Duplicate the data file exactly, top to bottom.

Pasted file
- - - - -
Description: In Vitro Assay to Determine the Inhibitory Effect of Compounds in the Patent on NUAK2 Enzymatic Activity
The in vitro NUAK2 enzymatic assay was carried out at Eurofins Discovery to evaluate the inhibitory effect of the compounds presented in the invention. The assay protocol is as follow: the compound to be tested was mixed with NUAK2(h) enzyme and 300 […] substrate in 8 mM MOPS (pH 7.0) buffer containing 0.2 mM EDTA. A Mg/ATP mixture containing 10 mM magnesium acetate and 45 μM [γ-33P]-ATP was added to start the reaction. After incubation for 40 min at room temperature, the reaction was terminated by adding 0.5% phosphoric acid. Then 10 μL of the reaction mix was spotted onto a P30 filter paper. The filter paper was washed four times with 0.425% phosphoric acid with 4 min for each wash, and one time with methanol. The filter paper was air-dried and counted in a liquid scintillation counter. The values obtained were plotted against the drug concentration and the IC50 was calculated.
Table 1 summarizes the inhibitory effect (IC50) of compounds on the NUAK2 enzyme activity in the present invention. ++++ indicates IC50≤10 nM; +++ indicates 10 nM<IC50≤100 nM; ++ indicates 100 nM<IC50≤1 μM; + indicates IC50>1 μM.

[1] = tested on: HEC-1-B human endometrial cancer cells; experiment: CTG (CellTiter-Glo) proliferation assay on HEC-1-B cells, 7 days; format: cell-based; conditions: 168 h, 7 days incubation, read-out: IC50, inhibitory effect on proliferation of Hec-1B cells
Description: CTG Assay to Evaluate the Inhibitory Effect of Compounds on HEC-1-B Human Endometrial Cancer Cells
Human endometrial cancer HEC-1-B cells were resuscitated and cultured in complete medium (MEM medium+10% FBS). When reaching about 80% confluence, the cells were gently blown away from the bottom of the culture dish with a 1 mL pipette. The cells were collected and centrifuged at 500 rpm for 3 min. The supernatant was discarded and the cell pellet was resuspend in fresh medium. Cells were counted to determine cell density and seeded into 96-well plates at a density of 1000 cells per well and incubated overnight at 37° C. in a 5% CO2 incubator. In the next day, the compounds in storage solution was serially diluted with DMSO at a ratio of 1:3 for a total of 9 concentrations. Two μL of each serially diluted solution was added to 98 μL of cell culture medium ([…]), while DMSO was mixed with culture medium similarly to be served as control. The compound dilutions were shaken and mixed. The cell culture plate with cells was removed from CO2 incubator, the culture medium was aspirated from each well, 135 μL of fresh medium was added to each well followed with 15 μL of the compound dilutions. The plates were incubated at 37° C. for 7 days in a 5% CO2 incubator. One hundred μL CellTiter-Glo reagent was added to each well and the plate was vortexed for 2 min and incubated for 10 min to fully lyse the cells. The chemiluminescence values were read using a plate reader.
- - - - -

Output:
Description: In Vitro Assay to Determine the Inhibitory Effect of Compounds in the Patent on NUAK2 Enzymatic Activity
The in vitro NUAK2 enzymatic assay was carried out at Eurofins Discovery to evaluate the inhibitory effect of the compounds presented in the invention. The assay protocol is as follow: the compound to be tested was mixed with NUAK2(h) enzyme and 300 […] substrate in 8 mM MOPS (pH 7.0) buffer containing 0.2 mM EDTA. A Mg/ATP mixture containing 10 mM magnesium acetate and 45 μM [γ-33P]-ATP was added to start the reaction. After incubation for 40 min at room temperature, the reaction was terminated by adding 0.5% phosphoric acid. Then 10 μL of the reaction mix was spotted onto a P30 filter paper. The filter paper was washed four times with 0.425% phosphoric acid with 4 min for each wash, and one time with methanol. The filter paper was air-dried and counted in a liquid scintillation counter. The values obtained were plotted against the drug concentration and the IC50 was calculated.
Table 1 summarizes the inhibitory effect (IC50) of compounds on the NUAK2 enzyme activity in the present invention. ++++ indicates IC50≤10 nM; +++ indicates 10 nM<IC50≤100 nM; ++ indicates 100 nM<IC50≤1 μM; + indicates IC50>1 μM.

[1] = tested on: HEC-1-B human endometrial cancer cells; experiment: CTG (CellTiter-Glo) proliferation assay on HEC-1-B cells, 7 days; format: cell-based; conditions: 168 h, 7 days incubation, read-out: IC50, inhibitory effect on proliferation of Hec-1B cells
Description: CTG Assay to Evaluate the Inhibitory Effect of Compounds on HEC-1-B Human Endometrial Cancer Cells
Human endometrial cancer HEC-1-B cells were resuscitated and cultured in complete medium (MEM medium+10% FBS). When reaching about 80% confluence, the cells were gently blown away from the bottom of the culture dish with a 1 mL pipette. The cells were collected and centrifuged at 500 rpm for 3 min. The supernatant was discarded and the cell pellet was resuspend in fresh medium. Cells were counted to determine cell density and seeded into 96-well plates at a density of 1000 cells per well and incubated overnight at 37° C. in a 5% CO2 incubator. In the next day, the compounds in storage solution was serially diluted with DMSO at a ratio of 1:3 for a total of 9 concentrations. Two μL of each serially diluted solution was added to 98 μL of cell culture medium ([…]), while DMSO was mixed with culture medium similarly to be served as control. The compound dilutions were shaken and mixed. The cell culture plate with cells was removed from CO2 incubator, the culture medium was aspirated from each well, 135 μL of fresh medium was added to each well followed with 15 μL of the compound dilutions. The plates were incubated at 37° C. for 7 days in a 5% CO2 incubator. One hundred μL CellTiter-Glo reagent was added to each well and the plate was vortexed for 2 min and incubated for 10 min to fully lyse the cells. The chemiluminescence values were read using a plate reader.